“I didn’t want to run away from something because of fear. I wanted to be able to get to a place where I could be in a good headspace and not worry all of the time.”
    –Michelle Futrell, MSN, MBA, RN

    Having “PTSD-like symptoms and a flurry of emotions” after “four feet of incisions and facing a life-threatening diagnosis,” Bradshaw now works in a level 2 trauma center, where she “is focused on preventing traumatic injury and providing support to trauma survivors as they navigate recovery.” She wants to further develop a program for patients.

    “First, we need to trust our patients more and anticipate their needs. Had I not been overlooked multiple times before getting the scan that showed the mass, I may have avoided getting to stage III before surgery,” says Gayhart.

    Gayhart offers another instance of when her concerns were dismissed. “Before my trach was plugged, I kept telling the nurses something felt wrong and I couldn’t breathe right, and they listened to my lungs, said I was fine, and that was that.”

    Gayhart’s hospital stay presented some additional challenges. She developed an ulcer due to lack of repositioning and had to call twice for pain medication that she didn’t receive for over an hour.

    She says, “It definitely opened my eyes to how we treat patients when we think we know more than them.”

    Care for Caregivers

    The nursing profession is demanding and emphasizes caring for others. As a result, nurses often let nursing self-care fall to the wayside and neglect the three key elements to healthy living. Nurses must nurture their physical, mental, and spiritual well-being so they can be the best version of themselves.

    Bradshaw quotes the common phrase heard during air travel: “Put your oxygen mask on before assisting others with their masks.” It is a simple yet critical action. As nurses, we cannot help others if we ourselves are gasping for air.

    “I have had to make a shift in putting myself first and advocating for my own mental and physical health needs—something I wasn’t quick to do before.”
    –Melanie Bradshaw, BA, MSN, RN

    Nurses can tend to their mental, physical, and spiritual health by finding their passion and setting goals. Other positive habits include maintaining an exercise routine, eating healthy foods, meditating, and scheduling preventative screening and appointments.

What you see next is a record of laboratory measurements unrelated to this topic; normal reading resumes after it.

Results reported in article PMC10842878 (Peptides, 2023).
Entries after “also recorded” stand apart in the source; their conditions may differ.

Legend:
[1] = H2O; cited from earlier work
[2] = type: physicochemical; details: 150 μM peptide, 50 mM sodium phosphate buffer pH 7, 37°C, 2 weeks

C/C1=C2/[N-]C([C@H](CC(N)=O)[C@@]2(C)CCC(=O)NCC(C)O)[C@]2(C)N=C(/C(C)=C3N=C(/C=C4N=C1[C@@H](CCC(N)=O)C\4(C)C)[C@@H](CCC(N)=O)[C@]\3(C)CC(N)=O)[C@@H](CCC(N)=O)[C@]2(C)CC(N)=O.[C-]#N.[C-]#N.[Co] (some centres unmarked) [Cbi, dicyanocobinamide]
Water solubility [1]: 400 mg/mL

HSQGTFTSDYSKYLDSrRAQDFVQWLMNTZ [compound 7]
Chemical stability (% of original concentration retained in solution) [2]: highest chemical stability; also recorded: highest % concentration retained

Futrell emphasizes the importance of self-advocacy, saying, “If I had gone for my mammogram in May of 2018 after the first visit, it may not have spread to my lymph node.”

    Bradshaw says, “I have had to make a shift in putting myself first and advocating for my own mental and physical health needs, something I wasn’t quick to do before.”

    Gayhart states, “I think we need to realize that if we don’t take care of our own health first and foremost, we will lose the ability to do all of those things we do in daily life, including caring for others.”

    Meet Our Contributors

    Portrait of Melanie Bradshaw, MSN, RN

    Melanie Bradshaw, MSN, RN

    Melanie Bradshaw is a registered nurse who lives in the Houston, Texas area. She holds a bachelor’s degree in speech communication and a master’s degree in nursing leadership and management. The majority of her nursing career has been at the bedside, in labor and delivery and emergency nursing. Bradshaw now works at a level 2 trauma center in community outreach and education, where she provides trauma survivors with support during their recovery.


    Portrait of Stephanie Gayhart, BSN, RN

    Stephanie Gayhart, BSN, RN

    Stephanie Gayhart is a nurse educator and student at the Ohio State University College of Nursing’s Master in Healthcare Innovation program. After eight years working at the bedside in critical care, she was diagnosed with stage III oral squamous cell carcinoma of the tongue and underwent radical surgery and radiation in 2019.

    Gayhart volunteers for the National Coalition for Cancer Survivorship Cancer Policy and Advocacy Team, participates in the Ulman Foundation GameChangers program, and runs a Facebook group for young adult cancer survivors. She is also a volunteer for The Young Tongues, an online support group for young adults affected by tongue cancer.


    Portrait of Michelle Futrell, MSN, MBA, RN

    Michelle Futrell, MSN, MBA, RN

    Michelle Futrell has been a nurse for 13 years and currently works as the lung cancer coordinator at the VCU Health System and Massey Cancer Center in Richmond, Virginia. In her role as coordinator, she manages the operations for the lung screening program and navigates patients through the screening process. Futrell has nursing experience in the emergency department and as an administrative supervisor.

    She earned a dual degree (MSN/MBA) from Grand Canyon University and a BSN from South University. Futrell is also a certified emergency nurse.